The Judicial Commission of Pakistan (JCP) has declined to further extend services of the Lahore High Court’s (LHC) two additional judges – Justice James Joseph and Justice Zafarullah Khan Khakwani – whose tenure is set to expire on March 22.
The JCP’s Wednesday meeting chaired by Chief Justice of Pakistan (CJP) Anwar Zaheer Jamali was convened to consider confirmation of six additional judges of the LHC.
Sources told The Express Tribune that the JCP recommended confirmation of four judges –Justice Shams Mehmood Mirza, Justice Syed Shahbaz Ali Rizvi, Justice Shahid Jamil Khan and Justice Faisal Zaman Khan. However, the commission refused to extend tenure of Justice Joseph and Justice Khakwani.
Both the judges have given their services for two years. After the non-extension of Justice Joseph, the superior judiciary would be bereft of the representation of any judge belonging to a minority community.
More than 150 judges have been appointed in the superior courts since March 2009. However, only two of them belonged to a minority community – a situation on which Pakistan Bar Council’s (PBC) executive member Ahsan Boon expressed concern, while talking to The Express Tribune.
Tussle with the parliament
According to the Constitution’s Article 175-A – introduced through the 18th amendment – the JCP works under the chairmanship of the CJP and comprises the federal law minister, four senior-most judges, the attorney general of Pakistan, a retired judge and a representative of the PBC.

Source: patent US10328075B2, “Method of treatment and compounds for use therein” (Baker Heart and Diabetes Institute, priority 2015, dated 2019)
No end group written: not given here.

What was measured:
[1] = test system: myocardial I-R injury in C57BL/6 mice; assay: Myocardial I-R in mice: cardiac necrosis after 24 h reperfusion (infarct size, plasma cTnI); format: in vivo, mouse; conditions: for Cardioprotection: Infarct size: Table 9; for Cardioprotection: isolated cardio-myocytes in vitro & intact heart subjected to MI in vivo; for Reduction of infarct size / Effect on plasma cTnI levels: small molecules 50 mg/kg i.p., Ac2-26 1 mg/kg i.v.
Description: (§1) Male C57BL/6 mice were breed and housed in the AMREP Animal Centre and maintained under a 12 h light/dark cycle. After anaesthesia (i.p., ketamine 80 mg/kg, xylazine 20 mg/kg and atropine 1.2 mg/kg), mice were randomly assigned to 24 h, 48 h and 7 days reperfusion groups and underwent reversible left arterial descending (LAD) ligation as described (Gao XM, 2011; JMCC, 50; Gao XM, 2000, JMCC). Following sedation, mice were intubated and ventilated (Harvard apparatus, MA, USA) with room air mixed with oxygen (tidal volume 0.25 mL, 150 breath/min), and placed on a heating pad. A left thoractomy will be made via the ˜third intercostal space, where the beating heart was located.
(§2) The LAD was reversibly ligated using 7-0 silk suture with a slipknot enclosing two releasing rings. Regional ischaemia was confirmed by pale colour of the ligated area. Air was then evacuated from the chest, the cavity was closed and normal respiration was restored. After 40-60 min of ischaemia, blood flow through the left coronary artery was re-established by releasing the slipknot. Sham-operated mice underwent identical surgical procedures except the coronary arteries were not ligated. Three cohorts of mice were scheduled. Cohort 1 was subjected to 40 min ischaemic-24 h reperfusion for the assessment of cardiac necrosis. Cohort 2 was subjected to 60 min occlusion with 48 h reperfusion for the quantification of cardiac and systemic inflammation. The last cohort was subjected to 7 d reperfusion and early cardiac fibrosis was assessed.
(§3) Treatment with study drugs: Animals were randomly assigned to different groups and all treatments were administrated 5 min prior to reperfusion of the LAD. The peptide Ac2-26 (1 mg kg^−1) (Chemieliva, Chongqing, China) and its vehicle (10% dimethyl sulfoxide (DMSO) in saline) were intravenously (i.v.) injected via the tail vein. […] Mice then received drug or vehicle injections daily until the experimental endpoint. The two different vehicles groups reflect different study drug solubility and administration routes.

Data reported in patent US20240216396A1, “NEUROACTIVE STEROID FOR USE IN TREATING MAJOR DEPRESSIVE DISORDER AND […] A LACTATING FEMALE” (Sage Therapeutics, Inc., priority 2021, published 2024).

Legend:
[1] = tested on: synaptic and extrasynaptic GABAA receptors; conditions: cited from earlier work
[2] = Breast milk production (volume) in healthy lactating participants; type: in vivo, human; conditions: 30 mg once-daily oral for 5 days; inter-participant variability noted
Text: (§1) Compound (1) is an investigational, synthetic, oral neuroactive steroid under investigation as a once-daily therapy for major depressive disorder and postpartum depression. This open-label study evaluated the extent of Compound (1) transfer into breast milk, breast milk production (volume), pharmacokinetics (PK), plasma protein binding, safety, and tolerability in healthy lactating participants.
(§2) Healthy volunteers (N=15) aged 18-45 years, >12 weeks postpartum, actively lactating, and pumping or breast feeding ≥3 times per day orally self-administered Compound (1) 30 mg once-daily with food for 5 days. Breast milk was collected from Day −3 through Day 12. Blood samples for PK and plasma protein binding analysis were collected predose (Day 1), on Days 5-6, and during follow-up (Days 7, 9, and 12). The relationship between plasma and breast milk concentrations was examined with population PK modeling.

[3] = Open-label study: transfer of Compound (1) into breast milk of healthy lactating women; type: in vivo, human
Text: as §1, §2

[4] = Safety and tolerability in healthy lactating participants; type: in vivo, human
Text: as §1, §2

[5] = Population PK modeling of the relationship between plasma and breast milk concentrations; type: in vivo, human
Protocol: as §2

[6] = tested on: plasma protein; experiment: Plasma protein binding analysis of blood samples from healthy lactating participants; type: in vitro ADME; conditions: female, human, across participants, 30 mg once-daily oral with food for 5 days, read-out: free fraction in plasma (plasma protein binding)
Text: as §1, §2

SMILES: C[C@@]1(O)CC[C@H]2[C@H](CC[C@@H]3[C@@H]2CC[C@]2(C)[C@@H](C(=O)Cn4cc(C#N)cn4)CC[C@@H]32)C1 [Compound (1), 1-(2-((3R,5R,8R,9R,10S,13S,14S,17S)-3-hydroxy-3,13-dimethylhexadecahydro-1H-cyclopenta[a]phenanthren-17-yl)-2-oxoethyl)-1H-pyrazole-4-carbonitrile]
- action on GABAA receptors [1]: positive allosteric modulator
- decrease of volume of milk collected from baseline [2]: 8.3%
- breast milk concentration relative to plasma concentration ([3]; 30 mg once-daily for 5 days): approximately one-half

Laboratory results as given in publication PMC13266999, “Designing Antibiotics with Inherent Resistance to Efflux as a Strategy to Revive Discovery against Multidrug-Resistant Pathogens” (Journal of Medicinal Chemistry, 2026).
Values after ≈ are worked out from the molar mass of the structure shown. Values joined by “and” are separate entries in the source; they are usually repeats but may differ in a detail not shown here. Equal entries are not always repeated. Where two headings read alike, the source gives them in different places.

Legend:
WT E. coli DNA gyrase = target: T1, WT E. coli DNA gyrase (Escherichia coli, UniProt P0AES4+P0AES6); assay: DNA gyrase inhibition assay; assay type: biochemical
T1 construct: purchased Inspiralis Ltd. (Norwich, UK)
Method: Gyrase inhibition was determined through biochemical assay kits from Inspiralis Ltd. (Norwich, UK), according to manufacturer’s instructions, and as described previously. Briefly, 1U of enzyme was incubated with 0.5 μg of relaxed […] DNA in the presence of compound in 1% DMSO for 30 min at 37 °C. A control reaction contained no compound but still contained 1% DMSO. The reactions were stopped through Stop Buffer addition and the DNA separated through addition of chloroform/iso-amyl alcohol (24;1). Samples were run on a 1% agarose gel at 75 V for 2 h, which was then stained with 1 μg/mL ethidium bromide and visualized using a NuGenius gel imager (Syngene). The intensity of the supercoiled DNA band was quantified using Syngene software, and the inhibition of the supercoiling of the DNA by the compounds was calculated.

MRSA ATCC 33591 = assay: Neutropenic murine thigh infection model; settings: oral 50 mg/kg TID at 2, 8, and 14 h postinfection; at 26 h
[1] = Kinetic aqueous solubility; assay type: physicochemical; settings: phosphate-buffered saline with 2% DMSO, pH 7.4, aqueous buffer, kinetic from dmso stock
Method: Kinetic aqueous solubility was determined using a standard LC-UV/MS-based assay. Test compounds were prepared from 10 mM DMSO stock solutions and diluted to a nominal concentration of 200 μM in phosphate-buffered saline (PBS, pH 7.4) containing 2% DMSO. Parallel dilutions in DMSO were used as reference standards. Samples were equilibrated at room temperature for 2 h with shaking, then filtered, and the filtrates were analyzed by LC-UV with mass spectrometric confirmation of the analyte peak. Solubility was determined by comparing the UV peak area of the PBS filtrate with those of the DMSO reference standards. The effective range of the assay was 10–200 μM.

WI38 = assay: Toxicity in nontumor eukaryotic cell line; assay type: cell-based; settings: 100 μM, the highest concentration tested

The JCP sends its proposals regarding appointment and confirmation of superior court judges to the parliamentary committee on judges’ appointment. However, the committee has not held any meetings since last October as it is protesting against being turned into a ‘rubber stamp’ by the JCP.
A member of the parliamentary committee, Chaudhry Mahmood Bashir Virk, told The Express Tribune that the panel did not want to become a ‘post office’ in the superior court judges’ appointment process. The previous process of judges’ appointment was much better than the current one, he said.
The PBC Vice Chairman Barrister Farogh Naseem, however, expressed reservations over role of the panel in appointment of judges and said the procedure is not fair because the composition of the eight-member bipartisan committee is not just.
“I challenge the merit of the committee’s composition. Parliamentarians who can play an effective role because of their understanding and experience have not been made its members,” he said.
On the other hand, Supreme Court Bar Association president Ali Zafar strongly advocates the effective role of the committee in judges’ appointment.
The SCBA president has already proposed a constitutional amendment for making the parliamentary panel ‘effective’.
Published in The Express Tribune, March 3rd, 2016.
Comments are moderated and generally will be posted if they are on-topic and not abusive.
For more information, please see our Comments FAQ